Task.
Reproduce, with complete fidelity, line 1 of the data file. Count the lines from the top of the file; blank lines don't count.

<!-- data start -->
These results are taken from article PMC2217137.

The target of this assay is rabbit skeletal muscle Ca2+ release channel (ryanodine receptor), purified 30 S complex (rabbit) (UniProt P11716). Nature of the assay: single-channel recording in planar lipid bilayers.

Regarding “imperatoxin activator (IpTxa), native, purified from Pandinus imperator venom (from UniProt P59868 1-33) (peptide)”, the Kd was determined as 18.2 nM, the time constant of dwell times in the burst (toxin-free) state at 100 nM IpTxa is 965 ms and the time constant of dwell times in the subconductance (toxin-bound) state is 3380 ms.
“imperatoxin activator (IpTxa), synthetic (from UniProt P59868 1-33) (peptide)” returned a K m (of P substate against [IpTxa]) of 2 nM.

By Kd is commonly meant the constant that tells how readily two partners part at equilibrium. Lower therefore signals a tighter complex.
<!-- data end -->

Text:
These results are taken from article PMC2217137.